TAA, Outsourcing, and Labor Markets
The collapse of the Soviet Union and the subsequent expansion of the European Union, coupled with the rapid rise of East Asia and India, has brought more than a billion new workers into the globalized economy over the past twenty years. The extent to which U.S. trade flows and trade policies impact on employment at home—through job creation, retention, wages, benefits, and skills needed—is one of the central policy debates of this decade. NAFTA is cited both as a creator and destroyer of net jobs in the United States, and worries about economic insecurity are a major factor in the current election season.
It is clear that some domestic industries have been severely impacted by trade flows—and there is a federal program to assist workers displaced from these firms and industry sectors. Called the Trade Adjustment Assistance (TAA) program, this legislation was included as part of the 2002 Trade Act that secured ‘fast-track’ negotiating authority for the President.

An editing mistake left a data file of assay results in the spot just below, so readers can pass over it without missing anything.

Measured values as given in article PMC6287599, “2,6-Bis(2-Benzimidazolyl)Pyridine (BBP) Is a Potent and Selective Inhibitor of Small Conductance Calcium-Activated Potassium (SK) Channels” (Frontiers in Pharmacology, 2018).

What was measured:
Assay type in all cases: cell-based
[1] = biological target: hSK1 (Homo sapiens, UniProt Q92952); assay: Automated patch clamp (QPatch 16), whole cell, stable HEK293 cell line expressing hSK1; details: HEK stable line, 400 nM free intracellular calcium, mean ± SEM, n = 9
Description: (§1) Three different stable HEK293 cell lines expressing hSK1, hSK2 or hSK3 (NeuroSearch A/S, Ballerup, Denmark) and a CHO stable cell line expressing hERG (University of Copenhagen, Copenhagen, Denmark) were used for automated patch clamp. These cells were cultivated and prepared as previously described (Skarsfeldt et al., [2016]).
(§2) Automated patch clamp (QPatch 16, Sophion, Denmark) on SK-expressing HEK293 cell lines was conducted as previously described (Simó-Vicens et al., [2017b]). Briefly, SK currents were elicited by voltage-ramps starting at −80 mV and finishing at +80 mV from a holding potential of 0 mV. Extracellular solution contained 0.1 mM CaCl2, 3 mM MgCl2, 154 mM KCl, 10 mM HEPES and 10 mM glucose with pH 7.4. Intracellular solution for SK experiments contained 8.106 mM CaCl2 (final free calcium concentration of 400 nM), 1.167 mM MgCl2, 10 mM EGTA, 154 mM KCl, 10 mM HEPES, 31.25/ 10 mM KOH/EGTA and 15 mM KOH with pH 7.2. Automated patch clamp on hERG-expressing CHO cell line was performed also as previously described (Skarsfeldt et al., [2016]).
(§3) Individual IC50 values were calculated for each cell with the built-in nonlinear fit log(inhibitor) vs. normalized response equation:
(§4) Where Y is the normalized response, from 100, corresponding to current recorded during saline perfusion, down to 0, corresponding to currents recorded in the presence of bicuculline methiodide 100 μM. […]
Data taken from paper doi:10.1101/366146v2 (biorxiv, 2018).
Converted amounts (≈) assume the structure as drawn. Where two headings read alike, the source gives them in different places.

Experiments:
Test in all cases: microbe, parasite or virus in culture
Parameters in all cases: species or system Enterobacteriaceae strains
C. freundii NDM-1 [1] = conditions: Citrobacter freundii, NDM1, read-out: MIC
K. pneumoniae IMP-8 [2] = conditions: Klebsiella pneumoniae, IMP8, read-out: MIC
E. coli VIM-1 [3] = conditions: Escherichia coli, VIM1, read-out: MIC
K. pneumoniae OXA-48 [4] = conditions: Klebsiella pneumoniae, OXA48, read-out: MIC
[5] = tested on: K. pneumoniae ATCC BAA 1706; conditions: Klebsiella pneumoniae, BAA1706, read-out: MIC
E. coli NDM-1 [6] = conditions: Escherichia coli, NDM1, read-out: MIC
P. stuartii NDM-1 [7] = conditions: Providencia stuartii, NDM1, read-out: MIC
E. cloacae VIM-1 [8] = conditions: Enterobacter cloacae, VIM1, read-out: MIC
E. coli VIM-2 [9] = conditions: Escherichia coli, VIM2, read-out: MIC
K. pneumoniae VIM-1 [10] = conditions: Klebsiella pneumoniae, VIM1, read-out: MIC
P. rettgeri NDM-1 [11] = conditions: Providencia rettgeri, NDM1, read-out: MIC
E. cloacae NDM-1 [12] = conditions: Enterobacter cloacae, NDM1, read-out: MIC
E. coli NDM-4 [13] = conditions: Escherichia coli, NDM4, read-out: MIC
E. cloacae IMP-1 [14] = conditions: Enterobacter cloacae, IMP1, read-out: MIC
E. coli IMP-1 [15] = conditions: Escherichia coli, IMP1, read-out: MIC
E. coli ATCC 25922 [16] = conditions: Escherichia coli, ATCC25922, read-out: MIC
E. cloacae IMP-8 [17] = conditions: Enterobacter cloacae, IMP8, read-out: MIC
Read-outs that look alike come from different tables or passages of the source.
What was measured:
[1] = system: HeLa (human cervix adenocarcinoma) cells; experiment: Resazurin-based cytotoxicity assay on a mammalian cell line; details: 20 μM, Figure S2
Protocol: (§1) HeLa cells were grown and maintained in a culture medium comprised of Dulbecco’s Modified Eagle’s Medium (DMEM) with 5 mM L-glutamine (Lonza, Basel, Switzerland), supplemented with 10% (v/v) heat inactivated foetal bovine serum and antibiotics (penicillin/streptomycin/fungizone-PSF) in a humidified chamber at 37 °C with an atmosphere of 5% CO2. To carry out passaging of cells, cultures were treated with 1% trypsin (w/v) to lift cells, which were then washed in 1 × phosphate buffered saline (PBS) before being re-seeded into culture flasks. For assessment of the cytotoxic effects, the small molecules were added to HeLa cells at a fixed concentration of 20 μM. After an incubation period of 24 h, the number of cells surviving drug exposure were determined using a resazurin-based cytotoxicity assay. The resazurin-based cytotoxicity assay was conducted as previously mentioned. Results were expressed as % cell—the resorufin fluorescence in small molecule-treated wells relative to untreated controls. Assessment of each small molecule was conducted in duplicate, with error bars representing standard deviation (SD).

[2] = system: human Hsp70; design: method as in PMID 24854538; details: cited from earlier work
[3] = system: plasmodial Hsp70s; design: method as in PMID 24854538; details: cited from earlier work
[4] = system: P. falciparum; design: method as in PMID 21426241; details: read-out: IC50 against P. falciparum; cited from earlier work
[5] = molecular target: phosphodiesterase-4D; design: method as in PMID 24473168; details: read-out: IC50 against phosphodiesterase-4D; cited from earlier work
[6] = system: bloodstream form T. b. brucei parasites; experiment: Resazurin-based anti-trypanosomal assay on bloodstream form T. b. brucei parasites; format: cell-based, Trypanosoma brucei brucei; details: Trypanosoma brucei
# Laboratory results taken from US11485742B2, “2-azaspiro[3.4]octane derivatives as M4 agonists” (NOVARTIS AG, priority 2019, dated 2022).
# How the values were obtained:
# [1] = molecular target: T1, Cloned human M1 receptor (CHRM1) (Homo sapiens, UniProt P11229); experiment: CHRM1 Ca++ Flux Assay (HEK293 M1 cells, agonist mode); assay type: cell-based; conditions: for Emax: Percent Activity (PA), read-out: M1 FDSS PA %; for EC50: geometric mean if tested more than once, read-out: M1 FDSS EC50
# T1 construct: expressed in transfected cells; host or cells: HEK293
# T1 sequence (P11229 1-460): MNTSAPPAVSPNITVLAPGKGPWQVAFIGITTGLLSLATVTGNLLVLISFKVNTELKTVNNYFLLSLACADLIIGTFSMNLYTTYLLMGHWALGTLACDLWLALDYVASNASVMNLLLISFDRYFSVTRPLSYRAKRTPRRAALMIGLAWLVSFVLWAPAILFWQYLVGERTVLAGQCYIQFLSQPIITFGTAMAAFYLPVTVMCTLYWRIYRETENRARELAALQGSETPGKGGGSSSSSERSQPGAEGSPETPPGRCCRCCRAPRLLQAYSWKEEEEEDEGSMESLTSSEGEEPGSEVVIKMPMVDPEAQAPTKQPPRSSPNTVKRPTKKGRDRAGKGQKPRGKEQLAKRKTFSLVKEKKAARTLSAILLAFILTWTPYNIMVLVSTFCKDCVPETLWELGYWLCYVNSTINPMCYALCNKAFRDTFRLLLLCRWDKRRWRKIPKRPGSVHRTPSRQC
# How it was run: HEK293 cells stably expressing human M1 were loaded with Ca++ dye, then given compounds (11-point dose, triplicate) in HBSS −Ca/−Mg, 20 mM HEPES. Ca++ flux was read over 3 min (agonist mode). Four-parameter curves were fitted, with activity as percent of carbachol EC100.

On May 18, 2009, an expanded suite of Trade Adjustment Assistance programs took effect. Provisions in the stimulus bill expanded eligibility and increased funding to help workers and firms. Click here for the Forum on Democracy and Trade's statement.
This section reviews the current legislative model, tracks the debate in Congress, and notes state/local government engagement on TAA issues. We will be updating regularly so check back often.